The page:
Albright. The Court will now address whether it will consider the remaining claims pursuant
to Alabama law or dismiss them without prejudice.
In addition to Washington’s claims pursuant to§ 1983, Washington brings a number
of claims pursuant to Alabama law. This Court has supplemental subject matter jurisdiction
over these claims pursuant to 28 U.S.C. § 1367.
The statutory provision addressing
supplemental jurisdiction provides that
(a) Except as provided in subsections (b) and (c) or as expressly
provided otherwise by Federal statute, in any civil action of
which the district courts have original jurisdiction, the district
courts shall have supplemental jurisdiction over all other claims
that are so related to claims in the action within such original
jurisdiction that they form part of the same case or controversy
under Article III of the United States Constitution.
28 U.S.C. § 1367(a). Thus, Section 1367(a) provides a basis for this Court to exercise
jurisdiction over Washington’s claims pursuant to Alabama law because it has jurisdiction
over her claims pursuant to § 1983. However, the requirement contained in § 1367(a) that
this Court exercise its supplemental jurisdiction over Washington’s state law claims is
subject to certain enumerated instances in which it is appropriate for a federal court to
decline to exercise its supplemental jurisdiction over a case. Those circumstances are set
forth in Section 1367(c), which provides that
The district courts may decline to exercise supplemental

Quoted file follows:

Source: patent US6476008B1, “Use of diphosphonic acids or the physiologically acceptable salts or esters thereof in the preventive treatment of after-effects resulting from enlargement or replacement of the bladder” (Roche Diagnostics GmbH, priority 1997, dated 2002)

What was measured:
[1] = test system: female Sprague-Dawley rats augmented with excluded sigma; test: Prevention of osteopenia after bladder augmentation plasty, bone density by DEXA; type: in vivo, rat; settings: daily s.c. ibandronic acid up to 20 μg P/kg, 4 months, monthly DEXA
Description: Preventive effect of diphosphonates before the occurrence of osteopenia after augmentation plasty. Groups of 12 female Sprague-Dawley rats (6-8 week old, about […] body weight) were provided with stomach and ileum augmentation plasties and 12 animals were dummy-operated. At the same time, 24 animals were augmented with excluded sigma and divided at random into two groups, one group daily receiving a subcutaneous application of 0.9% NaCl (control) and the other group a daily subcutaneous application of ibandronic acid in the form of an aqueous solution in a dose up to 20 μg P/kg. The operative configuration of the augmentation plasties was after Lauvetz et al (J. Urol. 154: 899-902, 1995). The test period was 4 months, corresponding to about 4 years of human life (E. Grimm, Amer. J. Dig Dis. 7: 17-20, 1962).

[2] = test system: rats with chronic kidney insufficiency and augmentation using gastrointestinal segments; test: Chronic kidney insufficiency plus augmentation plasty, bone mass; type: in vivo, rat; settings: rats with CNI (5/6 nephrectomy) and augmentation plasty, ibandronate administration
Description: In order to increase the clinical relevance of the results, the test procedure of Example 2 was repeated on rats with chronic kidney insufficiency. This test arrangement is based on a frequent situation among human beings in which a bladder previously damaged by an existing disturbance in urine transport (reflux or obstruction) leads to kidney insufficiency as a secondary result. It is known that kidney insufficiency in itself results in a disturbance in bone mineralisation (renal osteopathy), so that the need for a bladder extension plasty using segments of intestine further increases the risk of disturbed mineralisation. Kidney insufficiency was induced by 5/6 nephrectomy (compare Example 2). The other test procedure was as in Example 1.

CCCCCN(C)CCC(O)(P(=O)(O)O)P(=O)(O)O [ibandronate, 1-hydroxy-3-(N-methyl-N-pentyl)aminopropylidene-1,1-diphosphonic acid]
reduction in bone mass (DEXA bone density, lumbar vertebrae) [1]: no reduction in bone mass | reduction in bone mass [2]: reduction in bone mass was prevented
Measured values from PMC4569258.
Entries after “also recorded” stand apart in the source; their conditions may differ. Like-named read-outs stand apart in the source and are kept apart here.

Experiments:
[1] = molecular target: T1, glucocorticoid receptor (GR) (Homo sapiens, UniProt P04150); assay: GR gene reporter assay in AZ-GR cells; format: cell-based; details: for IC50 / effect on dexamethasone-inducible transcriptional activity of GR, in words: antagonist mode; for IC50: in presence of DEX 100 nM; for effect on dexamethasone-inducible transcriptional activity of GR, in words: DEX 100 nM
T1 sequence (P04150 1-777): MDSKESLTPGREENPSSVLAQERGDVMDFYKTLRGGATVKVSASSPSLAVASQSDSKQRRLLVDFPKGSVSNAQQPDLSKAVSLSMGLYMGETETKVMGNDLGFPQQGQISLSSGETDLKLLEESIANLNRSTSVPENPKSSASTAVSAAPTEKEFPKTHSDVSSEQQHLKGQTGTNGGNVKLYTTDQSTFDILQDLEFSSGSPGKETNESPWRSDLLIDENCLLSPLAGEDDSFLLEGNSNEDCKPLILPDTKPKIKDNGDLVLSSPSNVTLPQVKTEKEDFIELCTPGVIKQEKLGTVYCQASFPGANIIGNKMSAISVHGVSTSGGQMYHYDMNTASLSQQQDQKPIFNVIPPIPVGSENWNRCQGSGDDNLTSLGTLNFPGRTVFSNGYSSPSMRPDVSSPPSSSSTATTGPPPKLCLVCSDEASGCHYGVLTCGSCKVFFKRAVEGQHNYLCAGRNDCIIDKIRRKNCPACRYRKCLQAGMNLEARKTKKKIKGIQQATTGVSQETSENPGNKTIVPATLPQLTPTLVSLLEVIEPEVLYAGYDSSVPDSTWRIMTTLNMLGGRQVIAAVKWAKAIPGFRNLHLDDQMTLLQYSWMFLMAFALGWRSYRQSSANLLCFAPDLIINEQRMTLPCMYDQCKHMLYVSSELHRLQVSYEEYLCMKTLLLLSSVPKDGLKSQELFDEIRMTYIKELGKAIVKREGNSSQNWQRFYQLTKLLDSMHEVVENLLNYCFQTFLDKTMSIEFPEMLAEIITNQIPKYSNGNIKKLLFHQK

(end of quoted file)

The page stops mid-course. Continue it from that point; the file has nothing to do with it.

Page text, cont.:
jurisdiction over a claim under subsection (a) if –
(1) the claim raises a novel or complex issue of State law,
(2) the claim substantially predominates over the claim or
claims over which the district court has original jurisdiction,
(3) the district court has dismissed all claims over which
it has original jurisdiction, or
(4) in exceptional circumstances, there are other
compelling reasons for declining jurisdiction.
28 U.S.C. § 1367(c). The Court finds that claims before this Court pursuant to § 1367(a)
present novel or complex issues of Alabama law. Additionally, the federal claims over which
this Court had original jurisdiction have now been resolved against Washington or dismissed
without prejudice. Pursuant to 28 U.S.C. § 1367(c)(1) & (3), the Court declines to exercise
supplemental jurisdiction over Washington’s claims pursuant to Alabama law.
Washington’s claims pursuant to Alabama law will accordingly be DISMISSED WITHOUT
PREJUDICE. This dismissal should not work to Washington’s disadvantage should she elect
to bring suit in state court because the period of limitations for any of these claims is tolled
during the pendency of this action. See 28 U.S.C. § 1367(d).
For the foregoing reasons, it is hereby ORDERED as follows:
1. The Motion to Dismiss Amended Complaint (Doc. # 20) is GRANTED in part and
DENIED in part. To the extent that it seeks the dismissal with prejudice of Counts IV, V,
and portions of Count VIII predicated on § 1983, it is GRANTED. To the extent that it seeks
the dismissal with prejudice of Counts VI, VII, and portions of Count VIII predicated on
Alabama law, it is DENIED.
2. All claims against Allen and Albright pursuant to § 1983 are DISMISSED WITH
3. All claims against Allen and Albright pursuant to Alabama law are DISMISSED
4. All claims in this action having been dismissed, the Court will enter a separate final
DONE this the 30th day of September, 2011.
/s/ Mark E. Fuller
UNITED STATES DISTRICT JUDGE